Chris-Craft Calypso 30: First Look Video

The 2017 Chris-Craft Calypso continues this builder’s tradition of turning out boats that offer excellent performance and even better looks.

This article originally appeared on Reprinted by permission.

While the Chris-Craft 42 Commander has been stealing most of the headlines about this boat-builder lately, also new for 2017 is the Calypso 30. This boat works well as a family cruiser, handles casual fishing with aplomb, and tops out over 50 MPH—all the while looking good from every angle. Take a peek at the boat for yourself, in this First Look Video we shot at the Fort Lauderdale boat show.

Up to 15 people can be seated aboard this boat at once. Aft are four flip-up benches along the perimeter of the cockpit. Here, you also have a galley module with a sink, a grill, and a refrigerator. At the bow, a triangular table can seat five for cocktails. In between, there are three forward-facing bucket seats, two to starboard for the driver and a companion, and another to port.

But like a Swiss Army knife, the Calypso 30 has lots of tricks up its sleeve. The bow seat/lounge to starboard lifts up, revealing a small sink and a head compartment inside the helm console. The bow table lowers and with added cushions, forms a playpen. A thru-stem anchor and an electric windlass are all the way forward. The T-top over the helm has a sunshade that extends aft, providing more cover for the cockpit. A boarding gate is to starboard. It opens inward and the sole lifts up to provide access to a recessed swim ladder.

The Chris-Craft Calypso 30.
The Chris-Craft Calypso 30.

When it’s time to fish, simply flip the seats down, close the lid on the galley, push on the retractable cleats, and tuck some rods in the built-in holders. You can move freely about the aft cockpit where there are few things to snag a line. Whatever you catch may be grilled on the spot and served with cold beverages without ever having to return to the dock.

Twin Yamaha F300 outboards give the new model plenty of power. At full throttle she’ll rip along at 53 MPH and at a cruising speed of 30 she’s fairly economical, burning just about 17 GPH. Joystick control makes the twin engines dance at the dock and there’s a choice of two systems: the Optimus 360 or the Yamaha Helm Master.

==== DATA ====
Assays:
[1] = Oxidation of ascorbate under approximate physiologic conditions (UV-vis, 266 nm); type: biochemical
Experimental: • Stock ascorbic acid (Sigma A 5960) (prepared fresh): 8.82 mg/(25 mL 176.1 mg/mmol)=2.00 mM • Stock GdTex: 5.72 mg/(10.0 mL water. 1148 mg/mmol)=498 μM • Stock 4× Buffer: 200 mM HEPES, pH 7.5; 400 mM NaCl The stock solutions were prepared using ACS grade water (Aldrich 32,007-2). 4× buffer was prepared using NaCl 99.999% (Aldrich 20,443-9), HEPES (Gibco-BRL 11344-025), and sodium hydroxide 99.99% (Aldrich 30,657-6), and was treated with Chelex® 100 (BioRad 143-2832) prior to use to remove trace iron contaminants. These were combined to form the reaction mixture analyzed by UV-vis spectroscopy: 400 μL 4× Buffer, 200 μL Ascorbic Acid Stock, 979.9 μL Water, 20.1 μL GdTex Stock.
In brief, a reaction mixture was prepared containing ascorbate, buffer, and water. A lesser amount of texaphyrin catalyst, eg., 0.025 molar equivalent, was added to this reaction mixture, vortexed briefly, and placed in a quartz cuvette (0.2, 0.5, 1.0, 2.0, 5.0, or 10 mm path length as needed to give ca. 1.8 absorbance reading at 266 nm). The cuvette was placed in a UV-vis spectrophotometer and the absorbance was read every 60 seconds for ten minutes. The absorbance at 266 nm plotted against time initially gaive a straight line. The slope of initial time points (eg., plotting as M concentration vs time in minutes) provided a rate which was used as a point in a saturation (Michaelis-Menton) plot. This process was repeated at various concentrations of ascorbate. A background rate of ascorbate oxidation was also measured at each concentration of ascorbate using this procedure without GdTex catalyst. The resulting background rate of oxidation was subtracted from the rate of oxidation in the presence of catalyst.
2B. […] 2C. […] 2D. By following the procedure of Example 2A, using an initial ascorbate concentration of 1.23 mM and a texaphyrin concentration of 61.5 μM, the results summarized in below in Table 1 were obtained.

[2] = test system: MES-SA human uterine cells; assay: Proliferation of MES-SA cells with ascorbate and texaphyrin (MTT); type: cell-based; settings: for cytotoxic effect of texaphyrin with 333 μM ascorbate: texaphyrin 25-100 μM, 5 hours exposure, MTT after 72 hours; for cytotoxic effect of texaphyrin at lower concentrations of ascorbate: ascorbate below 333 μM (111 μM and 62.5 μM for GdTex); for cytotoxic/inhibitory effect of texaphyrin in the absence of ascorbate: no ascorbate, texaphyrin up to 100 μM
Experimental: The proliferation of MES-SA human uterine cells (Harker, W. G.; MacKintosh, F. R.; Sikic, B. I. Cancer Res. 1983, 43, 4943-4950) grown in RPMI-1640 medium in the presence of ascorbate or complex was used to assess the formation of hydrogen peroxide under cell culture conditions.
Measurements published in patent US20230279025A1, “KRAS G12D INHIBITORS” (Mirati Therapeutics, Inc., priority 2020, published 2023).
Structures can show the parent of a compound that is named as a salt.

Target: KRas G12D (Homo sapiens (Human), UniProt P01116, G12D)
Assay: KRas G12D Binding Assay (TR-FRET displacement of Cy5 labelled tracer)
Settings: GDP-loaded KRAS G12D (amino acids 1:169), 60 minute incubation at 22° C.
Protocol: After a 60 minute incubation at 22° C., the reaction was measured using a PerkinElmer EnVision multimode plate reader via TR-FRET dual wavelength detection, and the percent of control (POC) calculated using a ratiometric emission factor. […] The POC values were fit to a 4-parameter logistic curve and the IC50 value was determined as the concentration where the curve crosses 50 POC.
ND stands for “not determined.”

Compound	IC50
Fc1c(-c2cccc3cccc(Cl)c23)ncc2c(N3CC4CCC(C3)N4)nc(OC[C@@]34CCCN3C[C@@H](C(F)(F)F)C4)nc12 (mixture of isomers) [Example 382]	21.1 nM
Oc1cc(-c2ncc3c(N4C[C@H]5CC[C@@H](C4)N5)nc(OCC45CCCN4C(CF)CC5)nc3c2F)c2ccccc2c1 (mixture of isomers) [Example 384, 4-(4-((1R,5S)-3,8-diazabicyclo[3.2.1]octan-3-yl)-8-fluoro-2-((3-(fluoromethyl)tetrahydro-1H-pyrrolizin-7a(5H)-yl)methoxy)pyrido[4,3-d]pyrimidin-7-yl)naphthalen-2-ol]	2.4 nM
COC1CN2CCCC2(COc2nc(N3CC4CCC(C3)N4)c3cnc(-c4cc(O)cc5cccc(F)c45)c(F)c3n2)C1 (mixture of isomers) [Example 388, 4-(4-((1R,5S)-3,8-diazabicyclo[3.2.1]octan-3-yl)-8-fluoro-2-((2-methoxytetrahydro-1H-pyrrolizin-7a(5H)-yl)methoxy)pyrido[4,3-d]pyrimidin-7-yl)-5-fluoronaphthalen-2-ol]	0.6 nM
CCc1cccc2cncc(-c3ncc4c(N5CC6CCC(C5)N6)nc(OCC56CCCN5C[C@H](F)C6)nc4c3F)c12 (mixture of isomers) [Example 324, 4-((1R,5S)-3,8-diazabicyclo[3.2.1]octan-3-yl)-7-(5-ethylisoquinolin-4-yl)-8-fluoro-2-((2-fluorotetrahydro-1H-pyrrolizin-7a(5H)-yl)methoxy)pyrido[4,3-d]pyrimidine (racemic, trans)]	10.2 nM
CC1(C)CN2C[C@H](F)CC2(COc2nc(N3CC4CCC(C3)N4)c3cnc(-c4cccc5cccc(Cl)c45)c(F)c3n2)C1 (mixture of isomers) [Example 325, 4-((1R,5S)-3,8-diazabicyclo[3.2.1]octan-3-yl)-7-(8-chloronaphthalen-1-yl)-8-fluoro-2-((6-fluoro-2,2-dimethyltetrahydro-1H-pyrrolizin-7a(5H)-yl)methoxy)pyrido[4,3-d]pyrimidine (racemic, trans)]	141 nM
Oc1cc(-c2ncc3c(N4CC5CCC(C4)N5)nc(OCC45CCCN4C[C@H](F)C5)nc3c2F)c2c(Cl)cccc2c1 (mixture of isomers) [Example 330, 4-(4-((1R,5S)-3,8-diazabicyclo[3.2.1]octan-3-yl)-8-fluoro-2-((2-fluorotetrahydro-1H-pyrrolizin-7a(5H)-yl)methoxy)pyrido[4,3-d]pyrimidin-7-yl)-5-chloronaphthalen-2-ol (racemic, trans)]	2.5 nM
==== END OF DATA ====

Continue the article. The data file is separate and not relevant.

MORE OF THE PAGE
With this much power and versatility, the Calypso 30 is a crossover with zip that will appeal to a wide variety of boaters.

For more information, visit Chris-Craft.

Top 10 Tips for Charter Vacations

Thinking about chartering a boat? Here are some tips to help make it a great vacation, from our sister site Let us know if you’d like to see more charter stories here by posting a comment below, or speak up on the Boat Trader Facebook page.

Once you’re on the dock with cranky kids, a sunburned spouse and the wrong-sized boat, it’s too late to consider your chartering options. When evaluating what you’re looking for in a yacht charter, consider these ten tips before you ever leave home.

Charter tip #8: Be sensitive to various ages within your group. Photo:
  1. Choose from large companies operating multiple fleets in different parts of the world, year-round, or go with a local outfit that manages a handful of boats in-season. Larger companies tend to offer larger boats, typically in the 35 to 55 foot range for sailboats. Smaller companies in more seasonal areas usually offer boats 25 to 40 feet and may have powerboats as well.
  2. Decide whether you’ll be going it alone, or if you want a captain who will take the responsibility from your shoulders. Maybe you want to get your sea legs for a few days with a skipper and then take over yourself. Sometimes, captains come with mates that will even prepare meals featuring local dishes.
  3. Be honest about your experience level. Flotilla charters are available if groups make you more comfortable or bring more experienced friends along. And again, a professional captain serves many purposes beyond running a boat. Some have useful local knowledge that will bring the destination to life by adding details beyond what most tourists know.
  4. Decide why you want to be on a boat to begin with. Are you looking to improve your sailing skills so you may want to charter via a sailing school? Are you looking to learn more about how to be self-sustaining on a vessel? Is this a warm-up and potential introduction to cruising for you or your partner?
  5. Determine your priority in your choice of destinations. Is it to see highlights of the destination itself? Is it to relax and not chase a different anchorage every night? Will you be disappointed if there’s fluky wind and little sailing?

Read the rest of Zuzana’s tips, and search for your next charter destination, on